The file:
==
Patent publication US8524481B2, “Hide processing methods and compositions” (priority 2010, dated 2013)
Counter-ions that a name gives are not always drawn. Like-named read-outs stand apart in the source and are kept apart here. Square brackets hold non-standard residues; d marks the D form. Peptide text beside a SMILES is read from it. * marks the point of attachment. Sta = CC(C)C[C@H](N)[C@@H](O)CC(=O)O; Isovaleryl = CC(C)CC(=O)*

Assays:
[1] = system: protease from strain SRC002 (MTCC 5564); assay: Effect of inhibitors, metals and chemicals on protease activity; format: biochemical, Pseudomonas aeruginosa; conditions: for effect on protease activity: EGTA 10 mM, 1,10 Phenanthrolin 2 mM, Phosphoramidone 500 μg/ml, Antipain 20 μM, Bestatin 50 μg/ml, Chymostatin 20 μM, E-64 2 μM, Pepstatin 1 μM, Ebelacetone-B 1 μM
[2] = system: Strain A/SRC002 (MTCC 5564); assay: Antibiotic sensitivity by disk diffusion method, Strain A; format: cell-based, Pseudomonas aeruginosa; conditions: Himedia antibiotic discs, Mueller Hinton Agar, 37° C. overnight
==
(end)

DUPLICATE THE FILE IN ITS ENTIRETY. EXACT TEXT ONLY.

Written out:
Patent publication US8524481B2, “Hide processing methods and compositions” (priority 2010, dated 2013)
Counter-ions that a name gives are not always drawn. Like-named read-outs stand apart in the source and are kept apart here. Square brackets hold non-standard residues; d marks the D form. Peptide text beside a SMILES is read from it. * marks the point of attachment. Sta = CC(C)C[C@H](N)[C@@H](O)CC(=O)O; Isovaleryl = CC(C)CC(=O)*

Assays:
[1] = system: protease from strain SRC002 (MTCC 5564); assay: Effect of inhibitors, metals and chemicals on protease activity; format: biochemical, Pseudomonas aeruginosa; conditions: for effect on protease activity: EGTA 10 mM, 1,10 Phenanthrolin 2 mM, Phosphoramidone 500 μg/ml, Antipain 20 μM, Bestatin 50 μg/ml, Chymostatin 20 μM, E-64 2 μM, Pepstatin 1 μM, Ebelacetone-B 1 μM
[2] = system: Strain A/SRC002 (MTCC 5564); assay: Antibiotic sensitivity by disk diffusion method, Strain A; format: cell-based, Pseudomonas aeruginosa; conditions: Himedia antibiotic discs, Mueller Hinton Agar, 37° C. overnight